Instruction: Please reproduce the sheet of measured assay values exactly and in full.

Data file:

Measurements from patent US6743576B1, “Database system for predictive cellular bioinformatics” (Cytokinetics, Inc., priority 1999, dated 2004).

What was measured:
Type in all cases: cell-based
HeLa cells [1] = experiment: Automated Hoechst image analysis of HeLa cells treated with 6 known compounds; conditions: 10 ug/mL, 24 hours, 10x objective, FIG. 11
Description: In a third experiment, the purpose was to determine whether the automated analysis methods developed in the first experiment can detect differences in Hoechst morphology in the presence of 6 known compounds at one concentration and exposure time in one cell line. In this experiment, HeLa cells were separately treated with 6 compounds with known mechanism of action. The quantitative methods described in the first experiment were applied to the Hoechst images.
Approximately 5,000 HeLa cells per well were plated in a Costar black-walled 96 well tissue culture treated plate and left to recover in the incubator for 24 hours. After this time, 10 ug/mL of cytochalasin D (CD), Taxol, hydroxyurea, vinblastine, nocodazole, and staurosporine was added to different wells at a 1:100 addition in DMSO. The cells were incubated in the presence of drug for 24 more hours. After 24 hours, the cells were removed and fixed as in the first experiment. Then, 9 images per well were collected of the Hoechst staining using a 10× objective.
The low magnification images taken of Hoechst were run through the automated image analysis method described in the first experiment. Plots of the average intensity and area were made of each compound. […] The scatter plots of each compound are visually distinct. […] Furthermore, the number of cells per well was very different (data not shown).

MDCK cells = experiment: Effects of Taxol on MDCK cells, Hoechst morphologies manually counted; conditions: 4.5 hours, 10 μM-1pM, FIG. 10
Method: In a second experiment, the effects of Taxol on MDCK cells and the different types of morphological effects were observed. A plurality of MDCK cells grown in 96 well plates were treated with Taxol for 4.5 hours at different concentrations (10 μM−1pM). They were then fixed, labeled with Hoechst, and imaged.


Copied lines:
Measurements from patent US6743576B1, “Database system for predictive cellular bioinformatics” (Cytokinetics, Inc., priority 1999, dated 2004).

What was measured:
Type in all cases: cell-based
HeLa cells [1] = experiment: Automated Hoechst image analysis of HeLa cells treated with 6 known compounds; conditions: 10 ug/mL, 24 hours, 10x objective, FIG. 11
Description: In a third experiment, the purpose was to determine whether the automated analysis methods developed in the first experiment can detect differences in Hoechst morphology in the presence of 6 known compounds at one concentration and exposure time in one cell line. In this experiment, HeLa cells were separately treated with 6 compounds with known mechanism of action. The quantitative methods described in the first experiment were applied to the Hoechst images.
Approximately 5,000 HeLa cells per well were plated in a Costar black-walled 96 well tissue culture treated plate and left to recover in the incubator for 24 hours. After this time, 10 ug/mL of cytochalasin D (CD), Taxol, hydroxyurea, vinblastine, nocodazole, and staurosporine was added to different wells at a 1:100 addition in DMSO. The cells were incubated in the presence of drug for 24 more hours. After 24 hours, the cells were removed and fixed as in the first experiment. Then, 9 images per well were collected of the Hoechst staining using a 10× objective.
The low magnification images taken of Hoechst were run through the automated image analysis method described in the first experiment. Plots of the average intensity and area were made of each compound. […] The scatter plots of each compound are visually distinct. […] Furthermore, the number of cells per well was very different (data not shown).

MDCK cells = experiment: Effects of Taxol on MDCK cells, Hoechst morphologies manually counted; conditions: 4.5 hours, 10 μM-1pM, FIG. 10
Method: In a second experiment, the effects of Taxol on MDCK cells and the different types of morphological effects were observed. A plurality of MDCK cells grown in 96 well plates were treated with Taxol for 4.5 hours at different concentrations (10 μM−1pM). They were then fixed, labeled with Hoechst, and imaged.